Writer and act­iv­ist, Cory Doc­torow, summed this prob­lem up best in an excel­lent talk at the CCC hack­er­fest in Ber­lin in 2011:

The shred­ding of any notion of pri­vacy will also have a chilling effect not only on the pri­vacy of our com­mu­nic­a­tions, but will also res­ult in our begin­ning to self-cen­sor the inform­a­tion we ingest for fear of sur­veil­lance (Nazi book burn­ings are so 20th Cen­tury).  It will, inev­it­ably, also lead us to self-cen­sor what we say and what we write, which will slide us into an Orwellian dysto­pia faster than we could say “Aaron Swartz”.

As Columbi­an Pro­fess­or of Law, Eben Moglen, said so elo­quently last year at anoth­er event in Ber­lin — “free­dom of thought requires free media”:

Two of my favour­ite talks, still freely avail­able on the inter­net. Enjoy.

Echelon Redux

Just a quick­ie, as this is some sort of hol­i­day sea­son appar­ently.  How­ever, this did annoy me.   In the same way that Pres­id­ent Obama signed the invi­di­ous NDAA on 31st Decem­ber last year, des­pite his prot­est­a­tions about veto­ing etc, it appears the US gov­ern­ment has sneaked/snuck through (please delete as appro­pri­ate, depend­ing on how you pro­nounce “tomato”) yet anoth­er dra­coni­an law dur­ing the fest­ive sea­son, which appar­ently fur­ther erodes the US con­sti­tu­tion and the civil rights of all Amer­ic­ans.

Yet anoth­er prob­lem for our benighted cous­ins across the pond, you might think.  But as so often hap­pens these days, bonkers Amer­ic­an laws can affect us all.

Yes­ter­day the Sen­ate approved an expan­sion of the terms of the For­eign Intel­li­gence Sur­veil­lance Act (FISA).  This allows the US intel­li­gence ser­vices to hoover up, if you’ll par­don the mild intel­li­gence joke, the emails of god-fear­ing, law-abid­ing Amer­ic­ans if they are exchan­ging emails with pesky for­eign­ers.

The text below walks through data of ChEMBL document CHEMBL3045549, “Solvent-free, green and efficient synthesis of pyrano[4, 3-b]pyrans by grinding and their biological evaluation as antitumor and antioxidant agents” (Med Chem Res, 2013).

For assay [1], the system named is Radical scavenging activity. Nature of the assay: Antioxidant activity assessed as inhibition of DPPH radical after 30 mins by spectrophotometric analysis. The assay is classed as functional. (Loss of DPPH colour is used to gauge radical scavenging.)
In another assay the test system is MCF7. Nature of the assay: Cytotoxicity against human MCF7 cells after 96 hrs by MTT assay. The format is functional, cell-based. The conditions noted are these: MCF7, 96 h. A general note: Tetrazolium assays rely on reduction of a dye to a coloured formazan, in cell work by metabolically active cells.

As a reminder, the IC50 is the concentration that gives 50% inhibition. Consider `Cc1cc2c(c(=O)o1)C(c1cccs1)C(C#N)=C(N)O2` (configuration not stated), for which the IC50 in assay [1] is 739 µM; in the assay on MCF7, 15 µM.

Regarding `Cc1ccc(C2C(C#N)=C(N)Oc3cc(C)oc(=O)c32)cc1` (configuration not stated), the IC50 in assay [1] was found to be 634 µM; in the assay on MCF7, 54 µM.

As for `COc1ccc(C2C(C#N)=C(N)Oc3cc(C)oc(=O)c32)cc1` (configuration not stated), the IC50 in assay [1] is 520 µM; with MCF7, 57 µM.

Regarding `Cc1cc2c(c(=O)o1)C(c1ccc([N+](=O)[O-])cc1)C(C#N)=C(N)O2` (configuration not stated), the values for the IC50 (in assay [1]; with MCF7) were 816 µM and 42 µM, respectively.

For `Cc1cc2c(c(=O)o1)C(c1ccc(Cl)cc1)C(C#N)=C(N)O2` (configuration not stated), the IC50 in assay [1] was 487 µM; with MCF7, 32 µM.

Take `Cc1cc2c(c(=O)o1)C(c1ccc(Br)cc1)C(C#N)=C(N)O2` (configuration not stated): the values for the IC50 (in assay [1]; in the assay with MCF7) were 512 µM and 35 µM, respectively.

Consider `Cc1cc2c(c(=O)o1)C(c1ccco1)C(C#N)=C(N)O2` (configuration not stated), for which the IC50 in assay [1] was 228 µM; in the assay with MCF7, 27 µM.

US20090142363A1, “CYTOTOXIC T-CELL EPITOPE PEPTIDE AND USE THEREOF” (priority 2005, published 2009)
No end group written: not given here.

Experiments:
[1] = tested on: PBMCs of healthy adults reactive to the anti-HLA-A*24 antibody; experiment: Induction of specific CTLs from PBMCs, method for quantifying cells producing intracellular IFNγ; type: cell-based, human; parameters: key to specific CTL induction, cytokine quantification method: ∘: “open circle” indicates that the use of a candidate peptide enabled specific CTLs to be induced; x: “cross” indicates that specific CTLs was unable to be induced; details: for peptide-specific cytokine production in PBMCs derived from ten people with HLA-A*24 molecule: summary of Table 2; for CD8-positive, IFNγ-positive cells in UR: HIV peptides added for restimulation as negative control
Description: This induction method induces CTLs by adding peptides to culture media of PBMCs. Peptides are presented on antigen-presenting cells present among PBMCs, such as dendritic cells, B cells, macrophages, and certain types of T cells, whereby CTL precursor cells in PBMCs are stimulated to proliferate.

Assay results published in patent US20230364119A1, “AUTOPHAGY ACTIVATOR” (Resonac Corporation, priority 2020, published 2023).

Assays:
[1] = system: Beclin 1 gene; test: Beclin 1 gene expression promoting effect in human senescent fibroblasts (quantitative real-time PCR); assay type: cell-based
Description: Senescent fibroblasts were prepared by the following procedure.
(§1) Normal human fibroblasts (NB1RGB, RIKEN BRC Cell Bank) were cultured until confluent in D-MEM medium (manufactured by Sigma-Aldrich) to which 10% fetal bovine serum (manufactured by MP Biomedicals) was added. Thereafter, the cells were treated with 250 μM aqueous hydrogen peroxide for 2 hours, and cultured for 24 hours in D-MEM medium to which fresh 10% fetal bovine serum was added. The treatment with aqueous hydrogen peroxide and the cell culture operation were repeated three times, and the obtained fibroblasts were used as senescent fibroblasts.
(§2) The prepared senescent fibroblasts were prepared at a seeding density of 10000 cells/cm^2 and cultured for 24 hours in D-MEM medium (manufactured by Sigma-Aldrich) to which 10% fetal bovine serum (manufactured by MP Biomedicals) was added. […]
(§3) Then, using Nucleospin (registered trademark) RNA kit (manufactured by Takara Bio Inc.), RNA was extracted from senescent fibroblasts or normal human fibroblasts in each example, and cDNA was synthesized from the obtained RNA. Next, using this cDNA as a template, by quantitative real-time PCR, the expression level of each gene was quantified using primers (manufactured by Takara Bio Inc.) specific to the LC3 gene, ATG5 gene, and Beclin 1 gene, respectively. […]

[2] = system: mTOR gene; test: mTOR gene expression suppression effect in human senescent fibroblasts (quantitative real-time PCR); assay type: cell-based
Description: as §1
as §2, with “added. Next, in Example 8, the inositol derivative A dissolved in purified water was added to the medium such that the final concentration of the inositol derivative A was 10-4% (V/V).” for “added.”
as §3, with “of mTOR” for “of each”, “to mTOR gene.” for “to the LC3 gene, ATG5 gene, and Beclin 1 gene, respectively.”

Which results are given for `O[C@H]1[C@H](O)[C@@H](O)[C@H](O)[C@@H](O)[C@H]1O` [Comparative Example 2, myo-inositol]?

Well of course the whole world now knows, post 9/11, that all for­eign­ers are poten­tial ter­ror­ists and are now being watched/snatched/extraordin­ar­ily rendered/tor­tured/assas­sin­ated with impun­ity.  In Europe we have had many people suf­fer this way and some have man­aged to achieve recog­ni­tion and resti­tu­tion.  That appears to do little to stop the drone wars and blood-let­ting that the USA has unleashed across the Middle East.

But the NDAA and the exten­ded FISA should at least rouse the ire of Amer­ic­ans them­selves: US cit­izens on US soil can now poten­tially be tar­geted.  This is new, this is dan­ger­ous, right?

Well, no, not quite, as least as far as the inter­cep­tion of com­mu­nic­a­tions goes.

The Ech­el­on sys­tem, exposed in 1988 by Brit­ish journ­al­ist Duncan Camp­bell and rein­vestig­ated in 1999, put in place just such a (leg­ally dubi­ous) mech­an­ism for watch­ing domest­ic cit­izens.  The sur­veil­lance state was already in place, even if through a back door, as you can see from this art­icle I wrote 4 years ago, which included the fol­low­ing para­graph:

ECHELON was an agree­ment between the NSA and its Brit­ish equi­val­ent GCHQ (as well as the agen­cies of Canada, Aus­tralia, and New Zea­l­and) whereby they shared inform­a­tion they gathered on each oth­ers’ cit­izens. GCHQ could leg­ally eaves­drop on people out­side the UK without a war­rant, so they could tar­get US cit­izens of interest, then pass the product over to the NSA. The NSA then did the same for GCHQ. Thus both agen­cies could evade any demo­crat­ic over­sight and account­ab­il­ity, and still get the intel­li­gence they wanted.

The only dif­fer­ence now is that FISA has come blast­ing through the front door, and yet people remain qui­es­cent.

Talking about totalitarianism at ETH‑0, January 2010

ETH-0_PosterIn Janu­ary I had the pleas­ure of speak­ing in The Neth­er­lands at the excel­lent geek­fest known as ETH‑0.  Rather than just banging on about the spooks, I thought it was time to take a step back and exam­ine what exactly we mean when we talk about total­it­ari­an­ism, police states, and how far down the road our coun­tries have gone.

I also wanted to drive home to an audi­ence, many of whom are too young to remem­ber the Cold War, what exactly it would be like to live under a police state with its endem­ic sur­veil­lance. 

And here’s the talk: